Atypical epigenetic mark in an atypical location: cytosine methylation at asymmetric (CNN) sites within the body of a non-repetitive tomato gene.

González RM, Ricardi MM, Iusem ND - BMC Plant Biol. (2011)

Survey of Asr1 basal methylation levels. Data from Figure 2 were grouped by methylation type and gene region.
© Copyright Policy - open-access
Related In: Results  -  Collection

License
Show All Figures
getmorefigures.php?uid=PMC3117769&req=5

Figure 3: Survey of Asr1 basal methylation levels. Data from Figure 2 were grouped by methylation type and gene region.
Mentions: For this analysis, we used the bisulphite procedure [23], which allows a higher resolution as it is able to detect all cytosine residues (Figure 2), not just the residues within a site recognised by a restriction enzyme. After pooling the data for each methylation type and grouping by gene region (Figure 3), we concluded that there are significant levels of the three types of methylation (CG, CNG and CNN) under non-water stress conditions. We were surprised to detect CNN, as Asr1 is a non-transposon gene bearing no repetitive elements and hence constitutes a novel location for this type of methylation site. In this case, CNN turned out to be concentrated preferentially in the intron.

Bottom Line: In contrast to mammals, plant DNA methylation, which is stimulated by external cues exemplified by various abiotic types of stress, is often found not only at CG sites but also at CNG (N denoting A, C or T) and CNN (asymmetric) sites.We are particularly interested in investigating the epigenetics of plant species with larger and more complex genomes than Arabidopsis, particularly with regards to the associated alterations elicited by abiotic stress.We found that drought conditions brought about removal of methyl marks at approximately 75 of the 110 asymmetric (CNN) sites analysed, concomitantly with a decrease of the repressive H3K27me3 epigenetic mark and a large induction of expression at the RNA level.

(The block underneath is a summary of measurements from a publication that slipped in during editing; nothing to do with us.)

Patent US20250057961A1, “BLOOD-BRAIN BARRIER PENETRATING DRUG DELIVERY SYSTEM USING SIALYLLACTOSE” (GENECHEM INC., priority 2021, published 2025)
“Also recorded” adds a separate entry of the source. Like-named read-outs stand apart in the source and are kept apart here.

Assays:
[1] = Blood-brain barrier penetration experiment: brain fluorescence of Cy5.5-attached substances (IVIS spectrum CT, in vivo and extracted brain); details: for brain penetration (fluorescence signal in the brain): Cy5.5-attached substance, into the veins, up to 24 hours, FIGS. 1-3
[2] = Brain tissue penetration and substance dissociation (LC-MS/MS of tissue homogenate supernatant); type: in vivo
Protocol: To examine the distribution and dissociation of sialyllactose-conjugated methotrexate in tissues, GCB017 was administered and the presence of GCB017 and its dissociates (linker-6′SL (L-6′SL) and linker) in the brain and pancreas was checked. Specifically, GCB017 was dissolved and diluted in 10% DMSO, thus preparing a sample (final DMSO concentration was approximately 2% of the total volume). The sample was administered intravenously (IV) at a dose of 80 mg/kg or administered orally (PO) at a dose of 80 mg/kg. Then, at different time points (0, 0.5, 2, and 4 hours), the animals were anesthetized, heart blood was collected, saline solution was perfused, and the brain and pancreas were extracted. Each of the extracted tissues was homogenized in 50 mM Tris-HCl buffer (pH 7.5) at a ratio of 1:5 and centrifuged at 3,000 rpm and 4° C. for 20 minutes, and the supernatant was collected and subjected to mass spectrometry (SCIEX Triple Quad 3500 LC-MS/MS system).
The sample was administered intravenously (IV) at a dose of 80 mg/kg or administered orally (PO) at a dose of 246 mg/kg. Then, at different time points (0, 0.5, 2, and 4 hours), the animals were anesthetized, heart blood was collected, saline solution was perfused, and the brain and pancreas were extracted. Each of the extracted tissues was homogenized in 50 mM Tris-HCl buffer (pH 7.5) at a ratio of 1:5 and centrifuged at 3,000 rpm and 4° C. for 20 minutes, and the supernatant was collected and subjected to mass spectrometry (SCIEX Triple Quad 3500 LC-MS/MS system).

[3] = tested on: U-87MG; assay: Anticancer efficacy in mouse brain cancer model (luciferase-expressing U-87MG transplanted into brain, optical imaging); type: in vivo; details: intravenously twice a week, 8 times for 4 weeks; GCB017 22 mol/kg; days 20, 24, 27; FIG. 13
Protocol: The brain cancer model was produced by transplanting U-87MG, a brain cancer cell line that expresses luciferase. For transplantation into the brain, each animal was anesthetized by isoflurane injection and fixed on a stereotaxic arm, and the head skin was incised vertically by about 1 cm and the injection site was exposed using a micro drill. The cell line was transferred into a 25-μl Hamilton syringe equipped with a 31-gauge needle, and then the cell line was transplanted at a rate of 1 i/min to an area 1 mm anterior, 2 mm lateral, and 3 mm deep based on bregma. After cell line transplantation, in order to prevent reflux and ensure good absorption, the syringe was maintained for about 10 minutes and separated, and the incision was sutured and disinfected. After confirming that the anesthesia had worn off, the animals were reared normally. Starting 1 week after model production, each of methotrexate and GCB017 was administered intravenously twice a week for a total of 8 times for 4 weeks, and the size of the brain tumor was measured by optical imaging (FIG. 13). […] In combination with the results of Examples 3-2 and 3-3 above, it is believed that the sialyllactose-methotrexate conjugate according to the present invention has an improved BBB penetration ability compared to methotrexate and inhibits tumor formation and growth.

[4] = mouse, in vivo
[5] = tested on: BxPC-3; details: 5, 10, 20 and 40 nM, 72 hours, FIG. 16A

View Article: PubMed Central - HTML - PubMed

Affiliation: Departamento de Fisiología, Biología Molecular y Celular, Facultad de Ciencias Exactas y Naturales, Universidad de Buenos Aires e IFIByNE-CONICET, Buenos Aires, Argentina.

ABSTRACT

Background: Eukaryotic DNA methylation is one of the most studied epigenetic processes, as it results in a direct and heritable covalent modification triggered by external stimuli. In contrast to mammals, plant DNA methylation, which is stimulated by external cues exemplified by various abiotic types of stress, is often found not only at CG sites but also at CNG (N denoting A, C or T) and CNN (asymmetric) sites. A genome-wide analysis of DNA methylation in Arabidopsis has shown that CNN methylation is preferentially concentrated in transposon genes and non-coding repetitive elements. We are particularly interested in investigating the epigenetics of plant species with larger and more complex genomes than Arabidopsis, particularly with regards to the associated alterations elicited by abiotic stress.

Results: We describe the existence of CNN-methylated epialleles that span Asr1, a non-transposon, protein-coding gene from tomato plants that lacks an orthologous counterpart in Arabidopsis. In addition, to test the hypothesis of a link between epigenetics modifications and the adaptation of crop plants to abiotic stress, we exhaustively explored the cytosine methylation status in leaf Asr1 DNA, a model gene in our system, resulting from water-deficit stress conditions imposed on tomato plants. We found that drought conditions brought about removal of methyl marks at approximately 75 of the 110 asymmetric (CNN) sites analysed, concomitantly with a decrease of the repressive H3K27me3 epigenetic mark and a large induction of expression at the RNA level. When pinpointing those sites, we observed that demethylation occurred mostly in the intronic region.

Conclusions: These results demonstrate a novel genomic distribution of CNN methylation, namely in the transcribed region of a protein-coding, non-repetitive gene, and the changes in those epigenetic marks that are caused by water stress. These findings may represent a general mechanism for the acquisition of new epialleles in somatic cells, which are pivotal for regulating gene expression in plants.

Show MeSH
Related in: MedlinePlus